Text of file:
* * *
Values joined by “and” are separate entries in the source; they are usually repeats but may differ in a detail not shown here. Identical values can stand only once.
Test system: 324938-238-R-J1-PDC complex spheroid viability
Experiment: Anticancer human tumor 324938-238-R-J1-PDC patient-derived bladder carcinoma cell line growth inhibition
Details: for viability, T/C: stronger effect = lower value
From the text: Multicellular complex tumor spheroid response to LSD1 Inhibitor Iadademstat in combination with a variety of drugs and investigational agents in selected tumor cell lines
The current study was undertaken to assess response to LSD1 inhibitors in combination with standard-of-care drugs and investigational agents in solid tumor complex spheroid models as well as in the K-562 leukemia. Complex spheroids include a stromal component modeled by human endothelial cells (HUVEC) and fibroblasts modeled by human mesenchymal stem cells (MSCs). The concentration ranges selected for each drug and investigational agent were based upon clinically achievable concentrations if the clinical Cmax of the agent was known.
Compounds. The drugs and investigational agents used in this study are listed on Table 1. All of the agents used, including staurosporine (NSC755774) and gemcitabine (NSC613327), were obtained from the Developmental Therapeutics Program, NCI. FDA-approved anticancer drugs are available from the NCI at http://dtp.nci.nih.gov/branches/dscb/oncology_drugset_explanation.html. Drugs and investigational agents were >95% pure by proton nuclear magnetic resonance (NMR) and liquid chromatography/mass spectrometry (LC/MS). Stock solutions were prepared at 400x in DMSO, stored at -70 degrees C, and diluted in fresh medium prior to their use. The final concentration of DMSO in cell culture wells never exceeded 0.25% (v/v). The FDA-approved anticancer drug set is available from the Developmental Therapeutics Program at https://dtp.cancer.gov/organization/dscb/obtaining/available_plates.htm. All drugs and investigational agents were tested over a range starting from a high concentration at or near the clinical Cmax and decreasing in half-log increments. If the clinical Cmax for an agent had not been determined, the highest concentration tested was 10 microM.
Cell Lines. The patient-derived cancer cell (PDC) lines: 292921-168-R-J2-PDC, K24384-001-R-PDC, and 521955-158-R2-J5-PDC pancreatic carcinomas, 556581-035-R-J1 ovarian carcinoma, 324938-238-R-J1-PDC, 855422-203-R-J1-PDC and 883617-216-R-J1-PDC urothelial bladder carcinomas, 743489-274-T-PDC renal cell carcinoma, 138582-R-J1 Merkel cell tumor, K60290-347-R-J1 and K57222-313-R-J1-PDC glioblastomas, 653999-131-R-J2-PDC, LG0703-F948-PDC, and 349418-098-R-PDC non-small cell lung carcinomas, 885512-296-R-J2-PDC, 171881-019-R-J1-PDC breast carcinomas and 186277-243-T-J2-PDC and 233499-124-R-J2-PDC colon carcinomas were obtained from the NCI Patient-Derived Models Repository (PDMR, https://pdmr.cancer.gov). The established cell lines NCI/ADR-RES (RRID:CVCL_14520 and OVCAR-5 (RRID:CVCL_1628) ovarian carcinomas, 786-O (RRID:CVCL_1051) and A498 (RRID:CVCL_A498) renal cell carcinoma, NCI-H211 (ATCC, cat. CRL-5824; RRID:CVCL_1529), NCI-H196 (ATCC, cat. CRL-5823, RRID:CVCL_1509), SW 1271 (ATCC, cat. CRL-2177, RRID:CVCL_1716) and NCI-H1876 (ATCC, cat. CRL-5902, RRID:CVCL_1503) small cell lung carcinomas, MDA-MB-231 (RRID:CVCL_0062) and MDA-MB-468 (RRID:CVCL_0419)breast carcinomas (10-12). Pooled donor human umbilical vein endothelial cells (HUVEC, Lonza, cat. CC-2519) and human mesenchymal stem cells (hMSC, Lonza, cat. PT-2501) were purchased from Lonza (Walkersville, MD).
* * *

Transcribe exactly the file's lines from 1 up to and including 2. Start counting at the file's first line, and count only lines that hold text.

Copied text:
Values joined by “and” are separate entries in the source; they are usually repeats but may differ in a detail not shown here. Identical values can stand only once.
Test system: 324938-238-R-J1-PDC complex spheroid viability